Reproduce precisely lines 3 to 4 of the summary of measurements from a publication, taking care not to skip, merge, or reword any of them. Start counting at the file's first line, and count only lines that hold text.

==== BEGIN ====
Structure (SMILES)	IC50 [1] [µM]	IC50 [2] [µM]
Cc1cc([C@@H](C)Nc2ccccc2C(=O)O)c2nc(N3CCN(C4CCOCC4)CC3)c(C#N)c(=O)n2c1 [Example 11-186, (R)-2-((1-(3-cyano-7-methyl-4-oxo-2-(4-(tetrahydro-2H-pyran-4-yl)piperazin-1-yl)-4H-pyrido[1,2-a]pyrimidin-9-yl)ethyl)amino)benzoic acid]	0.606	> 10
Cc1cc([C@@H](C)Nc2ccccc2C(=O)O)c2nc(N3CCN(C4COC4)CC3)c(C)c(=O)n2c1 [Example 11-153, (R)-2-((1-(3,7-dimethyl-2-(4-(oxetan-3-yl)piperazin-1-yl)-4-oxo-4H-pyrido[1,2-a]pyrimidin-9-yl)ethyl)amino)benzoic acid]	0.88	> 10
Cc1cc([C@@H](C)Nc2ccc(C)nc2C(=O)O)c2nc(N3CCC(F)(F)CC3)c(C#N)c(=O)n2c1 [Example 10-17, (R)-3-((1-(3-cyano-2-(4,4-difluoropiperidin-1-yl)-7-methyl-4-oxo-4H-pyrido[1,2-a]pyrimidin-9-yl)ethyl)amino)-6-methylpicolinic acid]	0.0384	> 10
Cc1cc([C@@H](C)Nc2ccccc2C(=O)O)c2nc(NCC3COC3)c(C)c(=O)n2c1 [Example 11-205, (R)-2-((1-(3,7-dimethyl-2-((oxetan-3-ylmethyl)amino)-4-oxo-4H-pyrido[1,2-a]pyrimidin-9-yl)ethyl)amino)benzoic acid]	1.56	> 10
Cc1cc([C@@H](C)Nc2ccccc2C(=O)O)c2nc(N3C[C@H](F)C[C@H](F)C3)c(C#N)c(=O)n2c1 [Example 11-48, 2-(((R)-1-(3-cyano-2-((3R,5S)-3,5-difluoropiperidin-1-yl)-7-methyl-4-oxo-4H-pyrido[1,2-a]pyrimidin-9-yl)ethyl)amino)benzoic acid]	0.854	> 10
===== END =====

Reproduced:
Cc1cc([C@@H](C)Nc2ccccc2C(=O)O)c2nc(N3CCN(C4COC4)CC3)c(C)c(=O)n2c1 [Example 11-153, (R)-2-((1-(3,7-dimethyl-2-(4-(oxetan-3-yl)piperazin-1-yl)-4-oxo-4H-pyrido[1,2-a]pyrimidin-9-yl)ethyl)amino)benzoic acid]	0.88	> 10
Cc1cc([C@@H](C)Nc2ccc(C)nc2C(=O)O)c2nc(N3CCC(F)(F)CC3)c(C#N)c(=O)n2c1 [Example 10-17, (R)-3-((1-(3-cyano-2-(4,4-difluoropiperidin-1-yl)-7-methyl-4-oxo-4H-pyrido[1,2-a]pyrimidin-9-yl)ethyl)amino)-6-methylpicolinic acid]	0.0384	> 10